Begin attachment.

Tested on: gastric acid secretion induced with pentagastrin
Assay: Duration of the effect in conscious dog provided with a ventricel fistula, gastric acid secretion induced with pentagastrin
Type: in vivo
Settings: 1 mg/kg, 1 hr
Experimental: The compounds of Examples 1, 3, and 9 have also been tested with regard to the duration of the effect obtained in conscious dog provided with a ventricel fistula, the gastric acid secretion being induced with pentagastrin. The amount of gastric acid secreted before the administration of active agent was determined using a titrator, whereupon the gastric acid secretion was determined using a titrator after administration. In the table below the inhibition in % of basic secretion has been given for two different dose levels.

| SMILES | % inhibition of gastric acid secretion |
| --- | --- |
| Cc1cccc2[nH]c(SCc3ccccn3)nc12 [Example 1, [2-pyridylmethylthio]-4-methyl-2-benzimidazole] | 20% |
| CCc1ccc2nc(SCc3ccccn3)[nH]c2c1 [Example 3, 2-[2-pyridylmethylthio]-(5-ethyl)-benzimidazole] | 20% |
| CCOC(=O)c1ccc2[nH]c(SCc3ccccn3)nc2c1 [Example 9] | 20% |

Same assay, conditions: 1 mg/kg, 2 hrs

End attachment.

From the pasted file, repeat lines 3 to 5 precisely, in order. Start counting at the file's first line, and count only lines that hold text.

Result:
Type: in vivo
Settings: 1 mg/kg, 1 hr
Experimental: The compounds of Examples 1, 3, and 9 have also been tested with regard to the duration of the effect obtained in conscious dog provided with a ventricel fistula, the gastric acid secretion being induced with pentagastrin. The amount of gastric acid secreted before the administration of active agent was determined using a titrator, whereupon the gastric acid secretion was determined using a titrator after administration. In the table below the inhibition in % of basic secretion has been given for two different dose levels.